by Kathy Gordon, guest blogger
To start with, let’s be clear what we’re talking about. The national market is just what it sounds like: a market that includes every reader in the nation. When you publish to the national market, your book could be picked up, read, and enjoyed by anyone. A niche market is a small slice of the national market made up of readers that have something specific in common: they are all speedboat enthusiasts, members of a specific church, horticulturists, or computer geeks, for example. Your book on finding the best low-cost accommodations in Europe would certainly appeal to travel buffs, but wouldn’t hold the interest of speedboat enthusiasts or elderly knitters and quilters. So, now that we’ve defined the differences, let’s explore how to choose the right one for you.
Principles in Deciding Niche vs. National
Your particular membership in one of these “niche groups” isn’t what’s important—and, in fact, doesn’t even matter unless it gives you the expertise to pen a book about that particular thing. The topic of your book is what qualifies it for a niche market. And in some cases, it’s also what you exclude from your book that qualifies it for a certain niche (like certain types of no-deal material in books for the LDS market).
Many of this blog’s readers live in Utah, and thus have sent in requests for information on writing for the LDS market (a niche market if there ever was one) versus the national market. This blog explores that topic in depth. Don’t be too hasty to click out of today’s blog if you’re not LDS, though (a member of The Church of Jesus Christ of Latter-day Saints), or have never thought of writing for that market; the principles (discussed below) that will help you choose which market is right for you hold true for every type of niche market out there, even though the publishers and the content they seek may differ drastically.
Those principles are simple: Do your best to research: 1) what types of editing and promotion help your potential publisher offers, their take on contracts/advances, and whether they require you submit through an agent (some niche publishers don’t, including the LDS market); 2) what said publisher is looking for, not (or no longer) looking for, and examples of what they’ve recently published; 3) and how what you have compares to what is already available in the market, whether national or niche—could you write the same book for either market, or do you need to tweak your content to meet the niche requirements?
The LDS Market as an Example
I happen to work for a publisher that targets the niche LDS market, so I do have some real-life expertise in that area. There are some things that make the LDS market unique. Some of the obvious? No steamy sex scenes, gratuitous violence, polygamy or profanity. Fiction for that market was once required to mention something about the LDS church, its members, or spirituality, but that is no longer a requirement. Nonfiction for that market still sells best when those topics are a major focus (and understanding members of the Church is also a big part of effectively speaking to that audience). Taking those kinds of unique aspects into account, regardless of which niche market you’re considering, will help you decide whether to seek a niche or national publisher.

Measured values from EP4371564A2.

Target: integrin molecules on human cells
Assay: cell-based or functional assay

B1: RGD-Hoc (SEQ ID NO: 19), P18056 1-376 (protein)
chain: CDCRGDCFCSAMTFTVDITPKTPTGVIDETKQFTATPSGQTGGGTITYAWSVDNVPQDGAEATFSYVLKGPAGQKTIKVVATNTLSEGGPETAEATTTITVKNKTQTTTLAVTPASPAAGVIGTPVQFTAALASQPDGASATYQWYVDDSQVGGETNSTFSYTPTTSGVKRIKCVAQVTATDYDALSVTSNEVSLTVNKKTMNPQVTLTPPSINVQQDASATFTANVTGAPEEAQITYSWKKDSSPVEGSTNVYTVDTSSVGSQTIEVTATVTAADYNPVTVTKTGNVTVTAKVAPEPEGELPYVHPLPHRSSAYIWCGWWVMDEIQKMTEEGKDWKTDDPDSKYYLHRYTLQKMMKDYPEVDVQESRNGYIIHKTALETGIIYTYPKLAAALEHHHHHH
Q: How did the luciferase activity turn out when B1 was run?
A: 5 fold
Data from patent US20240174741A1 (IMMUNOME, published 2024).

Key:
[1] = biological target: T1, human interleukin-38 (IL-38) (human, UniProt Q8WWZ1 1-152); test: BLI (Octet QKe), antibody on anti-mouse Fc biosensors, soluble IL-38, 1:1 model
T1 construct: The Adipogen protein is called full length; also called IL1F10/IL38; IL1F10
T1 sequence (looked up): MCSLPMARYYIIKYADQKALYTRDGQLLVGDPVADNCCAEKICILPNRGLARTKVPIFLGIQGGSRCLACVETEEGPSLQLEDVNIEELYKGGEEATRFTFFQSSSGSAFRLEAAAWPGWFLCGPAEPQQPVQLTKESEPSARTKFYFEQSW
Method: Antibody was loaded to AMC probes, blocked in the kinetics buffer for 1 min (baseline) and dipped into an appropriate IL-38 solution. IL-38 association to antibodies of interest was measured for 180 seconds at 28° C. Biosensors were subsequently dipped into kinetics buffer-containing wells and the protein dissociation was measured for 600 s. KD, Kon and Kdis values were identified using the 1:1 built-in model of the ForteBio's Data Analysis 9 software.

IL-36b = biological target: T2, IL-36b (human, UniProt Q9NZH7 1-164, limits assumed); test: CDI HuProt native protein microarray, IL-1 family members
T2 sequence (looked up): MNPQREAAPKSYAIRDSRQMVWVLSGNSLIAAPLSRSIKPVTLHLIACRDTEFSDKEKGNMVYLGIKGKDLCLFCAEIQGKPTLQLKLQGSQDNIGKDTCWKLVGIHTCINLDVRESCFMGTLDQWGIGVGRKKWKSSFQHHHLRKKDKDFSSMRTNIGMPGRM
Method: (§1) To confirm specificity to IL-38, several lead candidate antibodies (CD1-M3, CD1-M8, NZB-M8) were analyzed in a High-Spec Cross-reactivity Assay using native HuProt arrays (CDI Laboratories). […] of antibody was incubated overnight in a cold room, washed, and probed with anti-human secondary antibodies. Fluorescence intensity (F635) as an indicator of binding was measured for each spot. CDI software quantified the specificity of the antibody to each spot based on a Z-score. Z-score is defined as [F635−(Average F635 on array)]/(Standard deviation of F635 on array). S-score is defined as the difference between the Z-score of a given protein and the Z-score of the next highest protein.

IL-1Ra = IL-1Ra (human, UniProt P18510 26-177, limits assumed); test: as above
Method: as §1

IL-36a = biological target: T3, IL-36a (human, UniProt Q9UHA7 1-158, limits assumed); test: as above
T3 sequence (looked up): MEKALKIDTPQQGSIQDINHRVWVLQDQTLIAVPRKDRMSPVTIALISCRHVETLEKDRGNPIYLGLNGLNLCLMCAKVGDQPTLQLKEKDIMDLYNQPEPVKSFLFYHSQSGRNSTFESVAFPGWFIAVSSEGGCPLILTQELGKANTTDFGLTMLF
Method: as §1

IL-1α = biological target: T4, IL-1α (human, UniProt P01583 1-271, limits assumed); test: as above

LDS Fiction Do’s and Don’ts
A word to the wise about fiction: not all LDS-themed books do well in the LDS market. Fiction in all genres sells across the board in the LDS market, but some do much better than others; the most popular right now are Regency romances and good, gripping suspense novels. Literary and dramatic fiction do not do well in the LDS market; apparently LDS readers prefer to get that sort of stuff from national-market offerings. Or, as we’ve theorized at work, maybe they read to escape … not to hear about the exact sorts of problems and grief they are facing in their own lives!
LDS Nonfiction Success
Nonfiction LDS books sell well depending on author and topic. Certain authors hit it out of the ballpark every time—among them Susan Easton Black, Brad Wilcox, Ed J. Pinegar, Brent Top, Michael Wilcox, Sheri Dew, Clayton Christensen, David Ridges, and some of the general authorities. If you’re an “unknown” in the LDS market, you might have a tougher time getting accepted, published, and aggressively marketed, but that certainly doesn’t mean you shouldn’t get in there and try. Every tried-and-true author in the market was once an unknown. No one had heard of James L. Ferrell when he submitted his manuscript to Deseret Book; now The Peacegiver is a bestseller and he’s practically a household name.
There also seem to be certain topics that do better than others: bringing meaning to temple worship, recognizing personal revelation, and deepening your relationship with the Savior are good examples. Scripture-study materials are also pretty consistently good sellers; it seems people are always looking for a new and more effective way to improve their study. And with the Church’s emphasis on “hastening the work,” anything to do with missionaries is pretty hot right now—and I assume will continue to be. If you’re determined to write nonfiction for the LDS market, do some research and find out which topics do best (ask your local Deseret Book or Seagull stores what their bestselling topics and books are).
What to avoid for the current LDS market
Now you know what’s likely to succeed—what about topics that sound the death knell?
Family home evening aids have dramatically dropped off in popularity … and who knows why? If you’ve just invested the last three years in writing one, look at ways you might be able to adapt it to some other angle. Perfect example: We received a well-written manuscript on how to use family home evening to prepare your kids (from a very young age on up) to be effective missionaries when the time comes (and effective member missionaries as well). Partway through production, we realized with some chagrin that family home evening books have taken a huge nosedive. We desperately wanted to save a book that we genuinely believed in, so we went back to the drawing board. Result? We changed the emphasis of the book to be things you can do to make your home an MTC, with no mention whatsoever of family home evening or “lessons.” It was exactly the magic touch the book needed, and the author was thrilled that her hard work still saw the light of day, even if it wasn’t in the exact format she originally intended. So be flexible. Let trends help you shape your book.